Russo states that these are easily confused. This is likely the Fuzzy Gall Wasp (Disholcaspia washintonensis) or the Round Gall Wasp (Besbicus conspicuus)
One Valley Oak carrying many types of galls including this one
Along Alpine Road. Most are now in bloom
Obviously a youngster caught and eaten. Found on an open fire road.
Fawn hiding in the grass. At first I thought it was a dead hawk or owl, which I have found in this area in previous years. First impression was that it was dead but you could see the side move with each breath.
California Oak moth infestation on the Stanford campus. Individual live oak trees (Q. agrifolia) have a heavy population of these insects. The photos show individuals (1), masses within a lower crotch of the tree (2) and a tree stripped of ALL the leaves (3). As far as I can tell it is only individual trees and is not widespread in the area.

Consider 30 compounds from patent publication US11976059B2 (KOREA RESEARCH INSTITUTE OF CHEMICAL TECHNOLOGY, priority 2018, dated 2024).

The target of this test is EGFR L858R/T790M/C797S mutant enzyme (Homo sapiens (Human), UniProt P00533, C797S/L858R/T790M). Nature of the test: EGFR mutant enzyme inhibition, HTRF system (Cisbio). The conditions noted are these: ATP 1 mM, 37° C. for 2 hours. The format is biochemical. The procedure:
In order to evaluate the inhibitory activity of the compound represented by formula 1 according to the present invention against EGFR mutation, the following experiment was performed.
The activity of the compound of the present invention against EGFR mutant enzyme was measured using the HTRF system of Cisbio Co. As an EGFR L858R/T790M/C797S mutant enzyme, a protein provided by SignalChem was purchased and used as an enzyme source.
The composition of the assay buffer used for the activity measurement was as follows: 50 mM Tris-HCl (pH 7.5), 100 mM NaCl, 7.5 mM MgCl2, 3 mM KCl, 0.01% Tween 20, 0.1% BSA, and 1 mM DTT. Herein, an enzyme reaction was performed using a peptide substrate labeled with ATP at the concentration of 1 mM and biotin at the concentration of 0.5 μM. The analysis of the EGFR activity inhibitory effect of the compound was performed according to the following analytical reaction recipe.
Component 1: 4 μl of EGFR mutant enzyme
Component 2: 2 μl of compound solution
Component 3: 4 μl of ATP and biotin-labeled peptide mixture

Within a week of this posting I got reports of a flush of adult oak moths on the campus.
Also note in Photo 2 in the bark fissure are several Tussock Moth cases of tan and brown
Juvenile. This bird has been hanging around for a while, calling frequently since it lost one of its' parents. The parent was crippled from flying into the side of a neighbors house. SPCA came but the bird could not survive. Photo is by my neighbor Lyn Toribara
Wren's nesting in a box. It turns out that there were four chicks hidden under this plastic tray. Dramatic differences in the chicks within 5 days. Parents have become comfortable with me hanging around while they try to feed this brood. Final count was four. Day seven they fledged and left the nest.
Last photo shows almost fledged birds allowing easier id.